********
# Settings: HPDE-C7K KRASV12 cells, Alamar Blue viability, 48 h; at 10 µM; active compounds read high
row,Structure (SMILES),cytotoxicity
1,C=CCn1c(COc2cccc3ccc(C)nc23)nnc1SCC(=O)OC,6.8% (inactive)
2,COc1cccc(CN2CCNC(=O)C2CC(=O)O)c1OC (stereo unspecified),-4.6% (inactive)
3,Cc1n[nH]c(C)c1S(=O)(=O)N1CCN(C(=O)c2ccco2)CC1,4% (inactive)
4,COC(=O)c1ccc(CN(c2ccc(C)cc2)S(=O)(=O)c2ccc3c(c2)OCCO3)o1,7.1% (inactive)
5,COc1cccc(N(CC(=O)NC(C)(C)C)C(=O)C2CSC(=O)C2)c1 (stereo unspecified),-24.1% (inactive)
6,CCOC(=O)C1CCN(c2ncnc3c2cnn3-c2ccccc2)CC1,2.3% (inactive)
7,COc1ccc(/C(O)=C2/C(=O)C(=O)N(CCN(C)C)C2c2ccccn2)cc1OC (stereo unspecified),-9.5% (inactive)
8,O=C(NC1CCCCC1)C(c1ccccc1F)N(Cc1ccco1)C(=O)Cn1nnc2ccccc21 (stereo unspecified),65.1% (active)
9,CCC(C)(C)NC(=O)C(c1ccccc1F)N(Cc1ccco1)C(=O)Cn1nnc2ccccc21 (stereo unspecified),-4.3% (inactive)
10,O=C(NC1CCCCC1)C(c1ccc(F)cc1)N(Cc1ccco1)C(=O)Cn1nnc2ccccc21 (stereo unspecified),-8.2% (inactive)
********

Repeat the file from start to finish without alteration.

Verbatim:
# Settings: HPDE-C7K KRASV12 cells, Alamar Blue viability, 48 h; at 10 µM; active compounds read high
row,Structure (SMILES),cytotoxicity
1,C=CCn1c(COc2cccc3ccc(C)nc23)nnc1SCC(=O)OC,6.8% (inactive)
2,COc1cccc(CN2CCNC(=O)C2CC(=O)O)c1OC (stereo unspecified),-4.6% (inactive)
3,Cc1n[nH]c(C)c1S(=O)(=O)N1CCN(C(=O)c2ccco2)CC1,4% (inactive)
4,COC(=O)c1ccc(CN(c2ccc(C)cc2)S(=O)(=O)c2ccc3c(c2)OCCO3)o1,7.1% (inactive)
5,COc1cccc(N(CC(=O)NC(C)(C)C)C(=O)C2CSC(=O)C2)c1 (stereo unspecified),-24.1% (inactive)
6,CCOC(=O)C1CCN(c2ncnc3c2cnn3-c2ccccc2)CC1,2.3% (inactive)
7,COc1ccc(/C(O)=C2/C(=O)C(=O)N(CCN(C)C)C2c2ccccn2)cc1OC (stereo unspecified),-9.5% (inactive)
8,O=C(NC1CCCCC1)C(c1ccccc1F)N(Cc1ccco1)C(=O)Cn1nnc2ccccc21 (stereo unspecified),65.1% (active)
9,CCC(C)(C)NC(=O)C(c1ccccc1F)N(Cc1ccco1)C(=O)Cn1nnc2ccccc21 (stereo unspecified),-4.3% (inactive)
10,O=C(NC1CCCCC1)C(c1ccc(F)cc1)N(Cc1ccco1)C(=O)Cn1nnc2ccccc21 (stereo unspecified),-8.2% (inactive)